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ROME — In the weeks leading up to Italy’s presidential election, President Sergio Mattarella made it abundantly clear that he was retiring.
He made sure to be spotted house-hunting. An aide posted pictures on social media of his moving boxes all packed. He insisted repeatedly that his time was up.
But after almost a week of political gridlock, and infighting that exposed deep divisions in the governing coalition, Mattarella has been coerced into staying on, in the interest of stability. His decision averts the imminent threat of early elections. After votes for Mattarella reached the majority of 505, MPs in the Chamber of Deputies stood up, applauding and exchanging high-fives. Internet memes in Italy on Saturday jokingly depicted Mattarella as a hostage.
Parliamentarians and regional delegates began voting on Monday to find a successor for Mattarella, whose seven-year term expires on February 3.
The president has the power to appoint prime ministers and cabinets and has wide-ranging powers in times of crisis. The left has had the advantage over the past three decades. But this time with neither right- or left-wing blocs able to command a majority, lawmakers were unable to reach an agreement on a unity figure.
With Italy in the midst of a punishing fourth wave of COVID and facing the double challenge of safeguarding the economic recovery and implementing the EU’s post-pandemic investment fund, pressure was growing on political leaders to avoid an impasse the country could not afford.
As party leaders failed to make progress, rebel lawmakers increasingly backed Mattarella in the daily ballots, with his tally rising from 125 on Wednesday, to 387 in the first round on Saturday. In the end, Mattarella garnered 759 of the 1,009 possible votes.
After six failed rounds of voting, Prime Minister Mario Draghi intervened and asked Mattarella to stay on, according to a person familiar with the situation, and lobbied party leaders to converge on the plan.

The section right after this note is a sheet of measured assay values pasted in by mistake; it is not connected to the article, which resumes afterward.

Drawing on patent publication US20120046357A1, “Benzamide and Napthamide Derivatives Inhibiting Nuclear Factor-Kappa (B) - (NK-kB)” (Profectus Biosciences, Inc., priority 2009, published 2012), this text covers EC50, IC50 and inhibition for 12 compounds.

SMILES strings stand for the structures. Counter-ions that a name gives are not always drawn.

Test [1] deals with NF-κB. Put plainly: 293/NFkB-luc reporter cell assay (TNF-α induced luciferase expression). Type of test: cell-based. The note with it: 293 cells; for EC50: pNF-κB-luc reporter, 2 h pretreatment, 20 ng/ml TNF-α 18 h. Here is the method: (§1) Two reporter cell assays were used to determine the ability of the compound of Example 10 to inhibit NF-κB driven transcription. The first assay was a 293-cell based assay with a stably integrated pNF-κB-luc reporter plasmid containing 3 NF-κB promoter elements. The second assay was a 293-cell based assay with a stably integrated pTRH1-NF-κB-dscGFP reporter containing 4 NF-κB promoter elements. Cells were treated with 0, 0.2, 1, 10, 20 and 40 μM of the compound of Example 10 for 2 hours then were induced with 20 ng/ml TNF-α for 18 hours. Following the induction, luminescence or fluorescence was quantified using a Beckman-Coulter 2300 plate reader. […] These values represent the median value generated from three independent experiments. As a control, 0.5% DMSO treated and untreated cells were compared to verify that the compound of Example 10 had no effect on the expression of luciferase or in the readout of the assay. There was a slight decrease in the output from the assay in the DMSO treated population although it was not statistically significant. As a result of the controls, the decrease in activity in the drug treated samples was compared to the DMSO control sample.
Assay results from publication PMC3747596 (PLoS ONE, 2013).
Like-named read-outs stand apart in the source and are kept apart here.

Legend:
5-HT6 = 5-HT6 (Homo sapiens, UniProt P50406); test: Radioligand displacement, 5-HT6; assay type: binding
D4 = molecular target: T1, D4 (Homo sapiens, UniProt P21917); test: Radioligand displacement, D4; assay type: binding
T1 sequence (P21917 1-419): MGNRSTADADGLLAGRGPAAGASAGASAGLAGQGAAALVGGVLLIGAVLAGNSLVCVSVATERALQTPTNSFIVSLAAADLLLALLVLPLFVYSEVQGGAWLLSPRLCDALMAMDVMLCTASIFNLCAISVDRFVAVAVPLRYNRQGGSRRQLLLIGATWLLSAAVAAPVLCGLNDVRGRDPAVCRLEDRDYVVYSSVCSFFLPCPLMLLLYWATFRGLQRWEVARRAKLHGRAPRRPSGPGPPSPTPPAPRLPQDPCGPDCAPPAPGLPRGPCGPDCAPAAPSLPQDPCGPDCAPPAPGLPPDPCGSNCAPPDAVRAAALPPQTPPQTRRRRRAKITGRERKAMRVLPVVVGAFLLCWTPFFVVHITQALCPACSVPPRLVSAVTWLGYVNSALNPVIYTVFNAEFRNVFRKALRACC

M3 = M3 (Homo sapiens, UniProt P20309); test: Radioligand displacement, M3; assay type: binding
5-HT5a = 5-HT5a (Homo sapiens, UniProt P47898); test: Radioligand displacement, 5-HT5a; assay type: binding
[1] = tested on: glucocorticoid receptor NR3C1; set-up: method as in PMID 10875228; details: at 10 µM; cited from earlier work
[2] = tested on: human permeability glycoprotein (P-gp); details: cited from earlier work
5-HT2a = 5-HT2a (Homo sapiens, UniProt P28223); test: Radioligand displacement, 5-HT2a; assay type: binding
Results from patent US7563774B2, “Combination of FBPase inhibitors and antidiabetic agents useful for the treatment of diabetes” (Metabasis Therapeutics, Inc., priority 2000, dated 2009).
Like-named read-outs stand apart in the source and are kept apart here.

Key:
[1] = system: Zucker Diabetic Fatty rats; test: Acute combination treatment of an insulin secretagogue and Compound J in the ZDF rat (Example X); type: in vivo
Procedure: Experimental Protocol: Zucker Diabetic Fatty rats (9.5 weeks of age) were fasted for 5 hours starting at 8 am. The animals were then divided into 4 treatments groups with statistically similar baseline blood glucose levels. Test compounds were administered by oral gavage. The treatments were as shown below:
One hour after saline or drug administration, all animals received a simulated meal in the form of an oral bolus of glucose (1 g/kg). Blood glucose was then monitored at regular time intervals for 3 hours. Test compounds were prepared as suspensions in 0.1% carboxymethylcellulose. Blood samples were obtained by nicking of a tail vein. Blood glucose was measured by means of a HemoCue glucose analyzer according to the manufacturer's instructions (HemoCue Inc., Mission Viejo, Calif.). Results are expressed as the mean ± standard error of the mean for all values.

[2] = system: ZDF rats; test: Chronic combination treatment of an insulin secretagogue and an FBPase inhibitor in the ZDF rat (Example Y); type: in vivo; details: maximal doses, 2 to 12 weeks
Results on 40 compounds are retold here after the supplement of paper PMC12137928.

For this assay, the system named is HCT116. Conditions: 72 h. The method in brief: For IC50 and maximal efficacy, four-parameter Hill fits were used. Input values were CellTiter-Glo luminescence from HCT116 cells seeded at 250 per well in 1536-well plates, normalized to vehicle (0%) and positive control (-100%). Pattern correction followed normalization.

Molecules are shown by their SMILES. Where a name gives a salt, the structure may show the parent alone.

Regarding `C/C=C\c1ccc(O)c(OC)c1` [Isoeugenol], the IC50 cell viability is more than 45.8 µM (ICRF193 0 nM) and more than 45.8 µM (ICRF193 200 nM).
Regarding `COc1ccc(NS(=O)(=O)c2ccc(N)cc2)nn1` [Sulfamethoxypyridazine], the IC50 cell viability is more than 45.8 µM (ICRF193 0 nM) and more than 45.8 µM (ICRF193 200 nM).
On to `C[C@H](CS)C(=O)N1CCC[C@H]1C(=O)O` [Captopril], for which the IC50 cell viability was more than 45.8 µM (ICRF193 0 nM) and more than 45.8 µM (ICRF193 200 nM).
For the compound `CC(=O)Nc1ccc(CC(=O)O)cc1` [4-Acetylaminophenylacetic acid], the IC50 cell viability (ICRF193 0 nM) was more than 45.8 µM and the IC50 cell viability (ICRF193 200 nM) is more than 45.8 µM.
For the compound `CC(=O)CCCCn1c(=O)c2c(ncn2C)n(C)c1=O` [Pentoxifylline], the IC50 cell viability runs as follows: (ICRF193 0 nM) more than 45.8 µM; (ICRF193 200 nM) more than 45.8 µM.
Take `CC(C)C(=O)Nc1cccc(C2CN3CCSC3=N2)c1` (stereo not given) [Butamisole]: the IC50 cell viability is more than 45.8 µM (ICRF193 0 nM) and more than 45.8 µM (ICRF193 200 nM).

Party representatives formally went to the presidential palace to appeal to Mattarella. “Given the situation, we begged him to stay for another term,” Senator Julia Unterberger said. Mattarella said he “had other plans for his future” but given the situation would make himself available, Unterberger said.
Former Prime Minister Silvio Berlusconi, leader of the center-right Forza Italia party, said that unity “today can only be found around the figure of President Sergio Mattarella, of whom we know we’re asking a great sacrifice.”
Supporters saw Italy’s position as strengthened. “It’s a net win for Italy,” said centrist MP Bruno Tabacci. “At the G20 last year, all the other countries recognized the authoritative leadership of Draghi and Mattarella. Now their leadership has been confirmed the government is in a position to meet the requirements of Europe, manage this delicate phase of COVID and relaunch the economy,” he said.
“You don’t change a winning team,” regional delegate Dino Latini said. “It could be seen as not very innovative, but with this decision the parliament, government and Italy’s image have all been saved.”
Mattarella’s election means Draghi will stay on as prime minister, avoiding early elections. Draghi himself had been considered a candidate, but failed to get wide backing from the parties because of the difficulty of finding a replacement prime minister who could command the same governing majority. A major obstacle was anxiety among parliamentarians about early elections, after which many expect to lose their seat due to cuts in the size of the parliament.
Giorgio Fede, a senator with the 5Star Movement, said that it would have been wrong to elect Draghi. “It was not the moment to have a political crisis,” he said.
“Draghi was given a job, to manage the pandemic and the recovery fund, both still apply today so it’s right to allow him to continue his work,” Fede said.
Not everyone saw the result as positive. The opposition Brothers of Italy voted against Mattarella. 5Star Senator Sergio Romagnoli said that while Mattarella is “very capable” the decision represented “a failure of politics.”
The 5Star Movement failed in their attempt to elect Italy’s first woman president, Romagnoli pointed out. “We would have preferred a woman. We had the opportunity to turn the page, create new energy. But we had to work together to find an agreement,” he said.
With the election over, Draghi must attempt to rebuild his unwieldy coalition, no easy task following the breakdown in trust. After failing to get support from all the parties, Draghi’s own standing took a hit, but his decision to be part of the solution is likely to help him regain authority.
It is likely that a realignment will be needed. On Saturday night, 5Star leader Giuseppe Conte and Matteo Salvini of the League requested talks with Draghi for clarification on the government program and to identify new priorities.
Maurizio Gasparri, senator in Berlusconi’s Forza Italia, said the coalition forces would need a little time to get back to normal, but was confident it would remain standing until the end of the legislature. “It is needed to deal with the emergencies,” he said.